HP t730 Thin Client as an HP Microserver Gen7 Upgrade

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WANg

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I'm actually testing right now to determine whether something that popped up is a Mellanox driver issue or a motherboard iommu support issue, i didn't want to jump the gun without testing a second vendor. I'll post in a few minutes.

Edit: search eBay for an HP nc365t, they're as cheap as $15 and are geniune I350 hardware.
Oh oh. It's not actually sending/receiving packets in the Ubuntu VF, is it?
Thanks for the heads-up - just ordered one for about $25 including shipping. I'm going to pre-load Proxmox on this M.2 and then see how far this rabbit-hole goes. Let the insanity begin!
 
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arglebargle

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Quick followup - after a kernel update and a reboot I'm unable to get separate IOMMU grouping for the CX2 VFs on two machines unless I use the ACS hack (pcie_acs_override=downstream added to the boot command line.)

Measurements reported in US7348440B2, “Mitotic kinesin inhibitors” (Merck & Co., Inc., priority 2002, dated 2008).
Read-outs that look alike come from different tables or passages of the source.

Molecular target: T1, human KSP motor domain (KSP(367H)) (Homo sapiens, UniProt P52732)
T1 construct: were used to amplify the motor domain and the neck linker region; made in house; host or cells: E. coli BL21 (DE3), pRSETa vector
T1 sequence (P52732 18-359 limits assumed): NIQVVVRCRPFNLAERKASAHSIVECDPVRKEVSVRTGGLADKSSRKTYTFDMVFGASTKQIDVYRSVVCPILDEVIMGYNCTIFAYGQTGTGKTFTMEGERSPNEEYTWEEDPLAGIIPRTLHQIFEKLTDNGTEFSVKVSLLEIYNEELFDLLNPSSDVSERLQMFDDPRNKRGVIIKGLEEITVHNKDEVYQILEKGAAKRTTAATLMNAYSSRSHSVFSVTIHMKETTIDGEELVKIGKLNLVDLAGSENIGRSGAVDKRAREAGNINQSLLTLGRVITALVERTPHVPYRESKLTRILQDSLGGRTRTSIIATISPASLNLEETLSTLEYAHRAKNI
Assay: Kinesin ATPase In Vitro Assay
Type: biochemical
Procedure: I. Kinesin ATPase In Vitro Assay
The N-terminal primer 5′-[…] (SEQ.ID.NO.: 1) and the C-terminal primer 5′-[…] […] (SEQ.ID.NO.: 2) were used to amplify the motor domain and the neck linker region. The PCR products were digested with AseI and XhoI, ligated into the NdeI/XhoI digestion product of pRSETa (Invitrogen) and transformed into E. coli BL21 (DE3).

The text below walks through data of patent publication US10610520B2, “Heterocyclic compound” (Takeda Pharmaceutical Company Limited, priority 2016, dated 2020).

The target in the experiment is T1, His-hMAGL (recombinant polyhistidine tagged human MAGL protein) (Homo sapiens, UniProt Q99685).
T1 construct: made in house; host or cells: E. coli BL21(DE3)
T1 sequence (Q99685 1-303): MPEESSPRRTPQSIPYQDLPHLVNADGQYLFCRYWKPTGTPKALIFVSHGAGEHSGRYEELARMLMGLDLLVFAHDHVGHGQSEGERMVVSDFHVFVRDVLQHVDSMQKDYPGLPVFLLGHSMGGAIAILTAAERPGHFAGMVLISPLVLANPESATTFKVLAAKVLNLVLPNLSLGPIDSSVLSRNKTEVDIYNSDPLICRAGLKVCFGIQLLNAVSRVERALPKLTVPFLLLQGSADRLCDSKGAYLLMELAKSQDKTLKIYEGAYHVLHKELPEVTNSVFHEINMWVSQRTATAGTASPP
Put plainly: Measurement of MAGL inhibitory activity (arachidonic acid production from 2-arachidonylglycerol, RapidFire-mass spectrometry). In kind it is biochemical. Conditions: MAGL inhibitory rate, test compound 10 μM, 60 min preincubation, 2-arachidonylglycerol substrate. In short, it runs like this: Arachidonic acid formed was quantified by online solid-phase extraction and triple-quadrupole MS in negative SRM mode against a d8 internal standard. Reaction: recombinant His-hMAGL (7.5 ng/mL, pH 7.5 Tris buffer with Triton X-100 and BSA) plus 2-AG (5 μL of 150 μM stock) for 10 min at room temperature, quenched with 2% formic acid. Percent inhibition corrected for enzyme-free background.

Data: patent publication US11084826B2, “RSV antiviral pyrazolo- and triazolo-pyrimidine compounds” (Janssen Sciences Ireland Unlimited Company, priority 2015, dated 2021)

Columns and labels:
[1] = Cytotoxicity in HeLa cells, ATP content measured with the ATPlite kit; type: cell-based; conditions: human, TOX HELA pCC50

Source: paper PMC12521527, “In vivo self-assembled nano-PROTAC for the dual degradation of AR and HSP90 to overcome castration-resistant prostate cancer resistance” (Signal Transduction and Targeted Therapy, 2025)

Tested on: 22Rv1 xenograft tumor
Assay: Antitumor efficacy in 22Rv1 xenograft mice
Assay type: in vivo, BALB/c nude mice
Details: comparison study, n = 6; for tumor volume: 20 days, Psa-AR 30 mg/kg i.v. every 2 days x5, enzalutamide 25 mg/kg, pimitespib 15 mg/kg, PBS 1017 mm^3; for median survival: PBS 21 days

This occurs on two machines, one with recent Mellanox OFED drivers and one with the "in-box" linux kernel driver. I can't tell if this is a Mellanox driver issue or if the motherboard doesn't entirely support ACS. I thought it'd be five minutes to get SR-IOV working on an I350 and test but it's taking a bit longer.

I did a bunch of passthrough testing but it's all basically mellanox driver support stuff and I don't want to hijack your thread with it beyond a tl;dr. Passthrough works great when there's solid driver support which for Mellanox cards means it works great on Linux hosts with Linux guests as long as everyone has very recent kernels. Literally everything else is a crapshoot, I can bring up a passed through VF on FreeBSD, but only on FreeBSD 12 -- support for Mellanox VF guests doesn't exist in the pre 12 driver -- and the device isn't properly freed on VM shutdown and remains unusable after that. So I get one shot per VF per boot, not great for a reliable pfSense host :rolleyes: